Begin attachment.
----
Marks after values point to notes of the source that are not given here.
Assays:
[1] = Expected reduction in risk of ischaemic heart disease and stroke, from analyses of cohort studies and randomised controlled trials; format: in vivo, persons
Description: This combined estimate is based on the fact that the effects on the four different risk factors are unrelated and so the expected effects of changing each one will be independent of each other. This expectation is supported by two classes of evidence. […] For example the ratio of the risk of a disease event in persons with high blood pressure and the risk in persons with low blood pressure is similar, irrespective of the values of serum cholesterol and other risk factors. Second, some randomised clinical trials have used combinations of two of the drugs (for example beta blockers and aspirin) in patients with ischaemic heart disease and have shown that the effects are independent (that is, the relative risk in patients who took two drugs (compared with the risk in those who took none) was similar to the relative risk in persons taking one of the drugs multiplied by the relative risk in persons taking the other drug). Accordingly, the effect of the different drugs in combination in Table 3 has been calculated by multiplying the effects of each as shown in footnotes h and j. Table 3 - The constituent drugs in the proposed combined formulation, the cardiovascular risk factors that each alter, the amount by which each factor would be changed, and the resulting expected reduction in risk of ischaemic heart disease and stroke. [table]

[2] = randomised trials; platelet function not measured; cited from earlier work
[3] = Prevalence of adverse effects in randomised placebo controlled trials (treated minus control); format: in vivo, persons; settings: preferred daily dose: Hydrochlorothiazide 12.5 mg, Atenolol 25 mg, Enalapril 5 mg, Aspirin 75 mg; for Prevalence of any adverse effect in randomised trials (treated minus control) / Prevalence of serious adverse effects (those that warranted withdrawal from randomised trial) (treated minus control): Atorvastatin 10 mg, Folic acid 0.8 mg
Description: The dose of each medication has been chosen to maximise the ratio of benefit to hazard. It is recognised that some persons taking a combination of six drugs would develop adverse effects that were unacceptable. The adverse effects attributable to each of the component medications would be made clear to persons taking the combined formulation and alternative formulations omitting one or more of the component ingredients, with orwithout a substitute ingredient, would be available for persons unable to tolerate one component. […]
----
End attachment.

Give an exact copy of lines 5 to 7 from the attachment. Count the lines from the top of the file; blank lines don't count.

[2] = randomised trials; platelet function not measured; cited from earlier work
[3] = Prevalence of adverse effects in randomised placebo controlled trials (treated minus control); format: in vivo, persons; settings: preferred daily dose: Hydrochlorothiazide 12.5 mg, Atenolol 25 mg, Enalapril 5 mg, Aspirin 75 mg; for Prevalence of any adverse effect in randomised trials (treated minus control) / Prevalence of serious adverse effects (those that warranted withdrawal from randomised trial) (treated minus control): Atorvastatin 10 mg, Folic acid 0.8 mg
Description: The dose of each medication has been chosen to maximise the ratio of benefit to hazard. It is recognised that some persons taking a combination of six drugs would develop adverse effects that were unacceptable. The adverse effects attributable to each of the component medications would be made clear to persons taking the combined formulation and alternative formulations omitting one or more of the component ingredients, with orwithout a substitute ingredient, would be available for persons unable to tolerate one component. […]